br Schrader et al demonstrated that
Schrader et al.  demonstrated that vimentin expression was upregulated with increasing stiffness of substrate. So far, the in-duction of EMT is believed to promote tumor cell motility and in-vasion. In another study, Tsuji et al.  reported collective migration for the role of EMT in cancer invasion and metastasis, where EMT KPT185 are responsible for invasion, and both EMT and non-EMT cells are responsible for intravasation. The linkage be-tween the acquisition of the mesenchymal phenotype in the cells and the promotion of cellular motility are likely to provide a more accurate understanding of broad cellular response to EMT in the stiffer microenvironment of the ECM. Our findings provide further indication that the linkage to the EMT phenotype and their motility mediated by substrate viscoelasticity may have a broad implication in cancer invasion and metastasis in therapeutic failure and relapse.
AC gel substrates with different viscoelasticity were used to evaluate the effect of viscoelasticity on the direct relation between cellular motility and mesenchymal properties with induction of EMT in two different types of breast cancer cells in hypoxia. The cellular morphological parameters (cytoplasm roundness, AN/AC, and nuclear elongation factor) were chosen to clarify the relation-ship between morphology induced by viscoelastic properties of substrates and cellular motility.
The cellular migration speed (S) values in MDA-MB-231 cells were upregulated with increase in deformability (cytoplasm roundness) and nuclear elongation factor of the cells on the sub-strates in both hypoxia and normoxia. The decrease in cytoskeletal stiffness (AN/AC) was also beneficial to understand the metastatic potential under both oxygen concentration conditions. r> The S value in MDA-MB-231 cells under hypoxia was signifi-cantly upregulated with decrease in the damping coefficient (tand), not in relative storage modulus (G0/r). For this fact, the tand value had robust correlation to the morphological parameters of cyto-plasm roundness (deformability), cellular spreading factor (AN/AC), and nuclear elongation factor in hypoxia. The response of MCF-7 cells did not follow the same trend, suggesting colonization in-hibits the deformation of cells.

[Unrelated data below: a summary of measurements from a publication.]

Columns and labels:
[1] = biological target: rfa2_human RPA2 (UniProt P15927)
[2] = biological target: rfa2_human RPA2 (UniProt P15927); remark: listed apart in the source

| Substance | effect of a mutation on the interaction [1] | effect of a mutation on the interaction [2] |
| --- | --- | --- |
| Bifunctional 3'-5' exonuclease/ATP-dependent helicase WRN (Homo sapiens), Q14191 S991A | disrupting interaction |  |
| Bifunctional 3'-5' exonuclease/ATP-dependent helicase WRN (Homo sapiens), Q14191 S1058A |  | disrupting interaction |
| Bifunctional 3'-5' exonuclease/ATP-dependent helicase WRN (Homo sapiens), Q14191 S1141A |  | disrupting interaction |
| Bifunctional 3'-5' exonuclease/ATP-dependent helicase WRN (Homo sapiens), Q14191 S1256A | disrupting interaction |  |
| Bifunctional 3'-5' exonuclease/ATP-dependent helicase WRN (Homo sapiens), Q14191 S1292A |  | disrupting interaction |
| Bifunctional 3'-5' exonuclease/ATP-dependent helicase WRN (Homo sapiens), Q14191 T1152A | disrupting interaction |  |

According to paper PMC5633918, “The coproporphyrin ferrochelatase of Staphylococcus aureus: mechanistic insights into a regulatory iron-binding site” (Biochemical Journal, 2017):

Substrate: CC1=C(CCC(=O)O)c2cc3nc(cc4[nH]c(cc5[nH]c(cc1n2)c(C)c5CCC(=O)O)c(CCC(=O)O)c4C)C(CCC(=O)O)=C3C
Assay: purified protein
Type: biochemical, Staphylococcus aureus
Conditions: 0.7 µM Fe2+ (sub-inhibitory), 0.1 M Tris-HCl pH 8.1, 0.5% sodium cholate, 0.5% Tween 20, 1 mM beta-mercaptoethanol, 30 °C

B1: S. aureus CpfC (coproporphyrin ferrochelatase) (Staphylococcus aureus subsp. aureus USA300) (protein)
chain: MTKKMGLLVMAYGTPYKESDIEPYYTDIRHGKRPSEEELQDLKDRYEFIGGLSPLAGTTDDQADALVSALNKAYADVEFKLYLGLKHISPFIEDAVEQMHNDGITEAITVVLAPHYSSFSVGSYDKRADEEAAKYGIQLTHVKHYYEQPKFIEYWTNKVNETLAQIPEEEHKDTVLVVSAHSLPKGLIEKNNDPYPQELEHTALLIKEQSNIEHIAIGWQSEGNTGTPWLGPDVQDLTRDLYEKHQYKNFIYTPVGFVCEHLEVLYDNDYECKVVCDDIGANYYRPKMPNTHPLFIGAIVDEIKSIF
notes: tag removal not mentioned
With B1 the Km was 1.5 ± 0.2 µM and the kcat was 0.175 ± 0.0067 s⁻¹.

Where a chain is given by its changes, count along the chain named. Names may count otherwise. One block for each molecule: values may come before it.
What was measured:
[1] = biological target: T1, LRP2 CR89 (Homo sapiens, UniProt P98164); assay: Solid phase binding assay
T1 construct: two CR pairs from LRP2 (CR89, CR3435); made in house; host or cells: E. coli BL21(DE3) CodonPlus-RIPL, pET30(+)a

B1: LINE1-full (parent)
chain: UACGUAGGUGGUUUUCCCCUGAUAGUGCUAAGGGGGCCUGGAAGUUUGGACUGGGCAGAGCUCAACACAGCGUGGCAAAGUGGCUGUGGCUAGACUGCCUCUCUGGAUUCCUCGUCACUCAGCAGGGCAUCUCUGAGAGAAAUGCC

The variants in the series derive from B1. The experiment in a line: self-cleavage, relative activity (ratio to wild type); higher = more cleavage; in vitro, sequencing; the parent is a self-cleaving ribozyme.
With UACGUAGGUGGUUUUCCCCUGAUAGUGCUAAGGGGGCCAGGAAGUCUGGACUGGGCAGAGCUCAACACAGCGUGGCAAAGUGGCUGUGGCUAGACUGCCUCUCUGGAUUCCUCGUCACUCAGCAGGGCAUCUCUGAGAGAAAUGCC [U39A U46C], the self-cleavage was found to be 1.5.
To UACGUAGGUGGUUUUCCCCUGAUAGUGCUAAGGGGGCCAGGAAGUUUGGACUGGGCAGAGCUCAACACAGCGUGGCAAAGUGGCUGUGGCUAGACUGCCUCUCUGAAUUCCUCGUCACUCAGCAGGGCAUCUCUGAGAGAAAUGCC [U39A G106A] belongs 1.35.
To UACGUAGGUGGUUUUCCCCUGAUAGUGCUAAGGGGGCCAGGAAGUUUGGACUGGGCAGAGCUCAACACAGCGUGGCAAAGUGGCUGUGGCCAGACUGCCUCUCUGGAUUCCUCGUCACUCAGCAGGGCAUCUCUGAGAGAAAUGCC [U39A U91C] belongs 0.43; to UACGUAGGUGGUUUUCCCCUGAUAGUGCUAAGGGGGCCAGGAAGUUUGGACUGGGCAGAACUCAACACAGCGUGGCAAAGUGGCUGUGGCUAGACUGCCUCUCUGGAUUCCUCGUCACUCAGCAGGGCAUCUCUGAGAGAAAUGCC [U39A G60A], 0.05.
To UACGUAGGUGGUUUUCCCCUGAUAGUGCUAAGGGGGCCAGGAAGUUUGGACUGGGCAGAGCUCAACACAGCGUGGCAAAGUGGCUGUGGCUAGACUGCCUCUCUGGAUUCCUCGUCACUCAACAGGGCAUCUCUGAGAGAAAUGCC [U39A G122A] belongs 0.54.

The HIF-1a level under hypoxic condition was markedly increased in MDA-MB-231 cells incubated on stiffer substrates (AC-stiff and TCP-coat). The cells incubated on the TCP-coat showed significant increase in TGF-b and SNAI2 expression. The AC gel substrates were more favorable to enhance vimentin expression for MDA-MB-231 cells in comparison with those incubated on the stiffer substrate (TCP-coat), indicating vimentin expression has no effect on S.
The cellular morphologies as potential parameters of under-standing cellular motility and EMT induction emerged as the robust linkage to substrate damping.
The manuscript was written through contributions of all au-thors. All authors have given approval to the final version of the manuscripts.
Conflict of interest
The authors declare no competing financial interest.
This work was supported by the Grant in TTI as a Special Research Project (FY2017-2018).
Data availability statement
The raw/processed data required to reproduce these findings cannot be shared at this time as the data also forms part of an ongoing study.
Appendix A. Supplementary data
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